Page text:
Emptiness is an idea that is firmly attached to Eastern traditions, specifically Buddhism.
In the Heart Sutra, we encounter this:”Form is Emptiness and Emptiness is Form.”
What is Emptiness?
The original word in Sanskrit is Shunyata. The root word within it is Shunya, which means zero, no-thing, empty.
Shunya (and as a result, Shunyata) is often misunderstood as vacuum or void. Which further leads to people mistaking the basis of our being as emptiness that is we are nothing, we are zero, which can only lead to a cynical view of existence.
What is meant here is something quite different. Tsyoknyi Rinpoche says this, about so-called Emptiness:
… the basis of experience is beyond our ability to perceive with our senses and or to capture in a nice, tidy concept. Maybe a better understanding of the deep sense of the word may be ‘inconceivable’ or ‘unnameable’.Tsyoknyi Rinpoche
i.e If we started with the meaning of Shunyata as implying ‘nothing‘, or rather, ‘no-thing‘, then we begin to see what is being implied here. An experience beyond our conventional way of seeing things, and labeling them. i.e. An experience that is Unnameable.
Without this clarity of what is meant by Emptiness, we, as practitioners can easily fall into great traps that lie ahead in our practice.
Experiencing Void in Meditation
For instance, we often hear meditation practitioners say something like this: “I experienced a great emptiness, a great void, a big blank wall in my meditation.” As if to suggest that they are experiencing THE Emptiness that the Heart Sutra is talking about. Or feeling that they’ve reached the vacuum beyond which there is nothing to achieve, nowhere to go.
See this exchange below between a student and Ramana Maharshi…
Student: When I meditate, I reach a stage where there is a vacuum or void. How should I proceed from here?
Ramana Maharshi: Never mind whether there are visions or sounds or anything else or whether there is a void. Are you present during all this or are you not? You must have been there even during the void to be able to say that you experienced a void. To be fixed in that “you” is the quest for the “I” from start to finish.
… and he proceeds to clarify this …
Ramana Maharshi: “It is the mind that see objects and has experiences and that finds a void when it ceases to see and experience, but that is not “you”. You are the constant illumination that lights up both the experiences and the void.”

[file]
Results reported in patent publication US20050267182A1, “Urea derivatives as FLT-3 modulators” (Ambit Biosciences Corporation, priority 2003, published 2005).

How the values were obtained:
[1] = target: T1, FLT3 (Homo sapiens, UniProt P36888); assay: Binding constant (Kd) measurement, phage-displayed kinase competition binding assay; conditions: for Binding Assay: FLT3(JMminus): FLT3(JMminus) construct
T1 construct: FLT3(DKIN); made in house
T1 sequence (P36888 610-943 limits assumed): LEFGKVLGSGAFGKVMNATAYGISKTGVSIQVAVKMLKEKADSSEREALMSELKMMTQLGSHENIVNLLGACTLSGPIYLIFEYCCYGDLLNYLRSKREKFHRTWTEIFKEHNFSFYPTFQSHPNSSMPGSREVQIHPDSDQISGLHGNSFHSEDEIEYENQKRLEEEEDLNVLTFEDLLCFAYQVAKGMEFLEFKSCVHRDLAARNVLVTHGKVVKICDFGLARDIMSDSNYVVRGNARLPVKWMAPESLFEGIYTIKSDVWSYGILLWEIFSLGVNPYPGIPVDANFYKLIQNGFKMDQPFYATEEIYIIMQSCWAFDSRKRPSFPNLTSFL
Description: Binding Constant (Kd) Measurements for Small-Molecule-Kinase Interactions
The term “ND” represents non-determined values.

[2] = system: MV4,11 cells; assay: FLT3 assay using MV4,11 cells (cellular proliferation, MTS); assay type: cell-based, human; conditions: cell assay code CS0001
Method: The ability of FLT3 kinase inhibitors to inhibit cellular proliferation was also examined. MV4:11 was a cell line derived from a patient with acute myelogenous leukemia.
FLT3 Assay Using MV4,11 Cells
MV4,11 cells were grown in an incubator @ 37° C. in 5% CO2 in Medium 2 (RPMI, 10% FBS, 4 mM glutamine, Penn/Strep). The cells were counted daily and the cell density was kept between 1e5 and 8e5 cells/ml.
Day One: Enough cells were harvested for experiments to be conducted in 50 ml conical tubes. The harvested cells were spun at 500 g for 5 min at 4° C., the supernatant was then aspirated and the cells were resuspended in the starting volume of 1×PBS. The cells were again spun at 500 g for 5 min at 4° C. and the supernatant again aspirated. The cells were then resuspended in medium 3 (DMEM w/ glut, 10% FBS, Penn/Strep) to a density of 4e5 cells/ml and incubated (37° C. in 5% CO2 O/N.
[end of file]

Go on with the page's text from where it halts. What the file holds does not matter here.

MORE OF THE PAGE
… and further more …
Ramana Maharshi: “We see objects all around us, but in complete darkness we do not see them and we say, ‘I see nothing’; even then the eyes are there to say that they see nothing. In the same way, you are there even in the void you mention.”
The one experiencing the void is still a separate-I. How can that void, which we may experience in meditation, possibly be the Emptiness referred to in the Heart Sutra, which, as we have seen above, is more correctly understood as ‘Unnameable‘?
The closest that a separate-I will ever get in its quest to experience True Self, in meditation, is this void. This void, is nothing more than the limited clone made by the mind of the separate-I, from the vastness of the Unnameable.
That separate-I has to drop. Only in the recognition of the illusion of the separate-I, can True Self be known.
Ramana Maharshi: First one sees the Self as objects, then one sees the Self as void, then one sees the Self as Self, only in this last there is no seeing because seeing is being.
Only the Unnameable Self knows the Unnameable. Itself.
The formlessness of Self and form are one and the same! Hence “Form is Emptiness and Emptiness is Form.”
Which brings us back to the original question. How does one experience Emptiness (as meant in the Heart Sutra)?
By recognizing who the real “I” is, or what our true nature is.
Want to experience Emptiness? Know thy self!
How to know True Self? The simplest answer to that is: “Summa Iru” (“Be Silent” in Tamil language).
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